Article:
Two iconic JDM classics in their most popular forms. The Nissan Skyline V-Spec II in Bayside Blue and the Mitsubishi EVO 8 MR in Gun Metal Grey. Values for tidy, low and medium mileage examples continue to escalate. These models were not sold locally in many markets outside Japan, leaving import as the only option in obtaining one for those outside Japan. We take a look at the history of two currently for sale at an import dealership in Australia.
Tracing the history of JDM vehicles that have since left Japan is tricky without specialist knowledge, something unscrupulous importers and dealerships have been using against consumers for years. With the recent actions of NSW Fair Trading, some of the worst operators in the business are now under serious pressure to explain their practices. Unfortunately it's the case that there are plenty more dodgy operators out there looking for a huge pay day off the back of the uninitiated consumer.
Firstly, this 2001 Nissan Skyline GT-R V-Spec II as currently advertised for sale:
96,388 kms on the clock and "JAPANESE DEREGISTRATION PAPERWORK" is provided with the sale according to the notes. The Australian complied VIN supplied with the advertisement is 6U9000BNR34401432, containing the Japanese chassis number [BNR34-401432].
We've run a full comprehensive check for both cars to show you how our service works. Let's take a look at the 'deregistration paperwork' for the Skyline - more accurately referred to as the 'registration certificate', which we've retrieved direct from Japan:
This document records the mileage at the last two times the car has it's registration renewed in Japan. A registration renewal always lasts for two years. It's quite interesting that the dealer is obviously claiming to have a copy which reads quite differently. We picked up ours from the source - the Japanese Government Transport Bureau (MLIT), wonder where they got theirs...?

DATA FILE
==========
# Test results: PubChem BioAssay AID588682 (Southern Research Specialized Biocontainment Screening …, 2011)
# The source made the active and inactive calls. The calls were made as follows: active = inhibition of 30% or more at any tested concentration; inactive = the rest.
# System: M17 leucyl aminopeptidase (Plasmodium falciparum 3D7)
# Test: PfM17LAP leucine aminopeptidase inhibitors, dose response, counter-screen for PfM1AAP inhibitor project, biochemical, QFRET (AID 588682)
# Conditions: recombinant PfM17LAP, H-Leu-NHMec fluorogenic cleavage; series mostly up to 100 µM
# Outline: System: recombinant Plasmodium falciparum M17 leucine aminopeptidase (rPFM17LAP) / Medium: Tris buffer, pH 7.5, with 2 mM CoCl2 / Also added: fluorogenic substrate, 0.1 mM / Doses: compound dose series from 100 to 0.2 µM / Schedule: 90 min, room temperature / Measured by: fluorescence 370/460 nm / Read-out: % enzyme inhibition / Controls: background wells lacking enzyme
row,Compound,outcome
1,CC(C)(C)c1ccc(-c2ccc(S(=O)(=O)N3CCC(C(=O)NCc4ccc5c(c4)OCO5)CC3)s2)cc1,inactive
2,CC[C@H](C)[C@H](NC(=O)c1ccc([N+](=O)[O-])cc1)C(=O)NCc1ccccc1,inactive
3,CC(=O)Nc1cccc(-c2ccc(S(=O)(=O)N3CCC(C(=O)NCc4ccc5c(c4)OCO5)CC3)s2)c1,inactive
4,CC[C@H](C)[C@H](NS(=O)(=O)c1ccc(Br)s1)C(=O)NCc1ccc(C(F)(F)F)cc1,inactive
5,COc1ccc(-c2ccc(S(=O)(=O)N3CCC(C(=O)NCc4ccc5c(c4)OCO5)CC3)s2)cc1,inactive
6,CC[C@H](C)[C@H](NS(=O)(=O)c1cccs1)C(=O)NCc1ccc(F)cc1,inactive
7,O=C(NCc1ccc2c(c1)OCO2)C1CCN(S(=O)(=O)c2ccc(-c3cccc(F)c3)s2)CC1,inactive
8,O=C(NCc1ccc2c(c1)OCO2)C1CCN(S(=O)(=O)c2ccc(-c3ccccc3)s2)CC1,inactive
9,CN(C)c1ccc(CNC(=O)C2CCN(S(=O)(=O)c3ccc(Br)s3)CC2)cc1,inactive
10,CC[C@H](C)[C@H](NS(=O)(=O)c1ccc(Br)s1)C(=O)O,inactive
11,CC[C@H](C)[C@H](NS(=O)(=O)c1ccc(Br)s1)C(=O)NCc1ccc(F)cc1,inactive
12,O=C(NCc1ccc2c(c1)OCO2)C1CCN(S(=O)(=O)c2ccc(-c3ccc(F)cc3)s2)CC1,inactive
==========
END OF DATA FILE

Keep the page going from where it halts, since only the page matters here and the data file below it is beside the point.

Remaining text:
Unlike other odometer verification services for imported vehicles, we can also get you the auction sheet, which gives you the final mileage reading before export (amongst other useful information). Let's see what the auction sheet says about this GT-R:
With a 4B grading, we can be assured that the vehicle has no accident history and is in good overall condition.
Per our comprehensive service, having both documents allows us to give you a summary timeline: 1) Vehicle registration was renewed for road use in Japan, April 2012 when the vehicle had travelled 107,600km 2) Vehicle registration was renewed for road use in Japan, April 2014 when the vehicle had travelled 125,100km 3) Vehicle went to auction at USS Yokohama in May 2015, the vehicle had travelled 132,181 km 4) Vehicle complied for road use in Australia on 27th August 2015
As such, we can say that this vehicle has had it's odometer rewound by some 35,793km.
Don't take us the wrong way, there is not much wrong with this car - it's a good example that has obviously been well cared for by it's Japanese owner. The fact that it's odometer has been fiddled with is what infuriates us. It disrespects the car, it's previous owner, and Japanese car enthusiasts in general.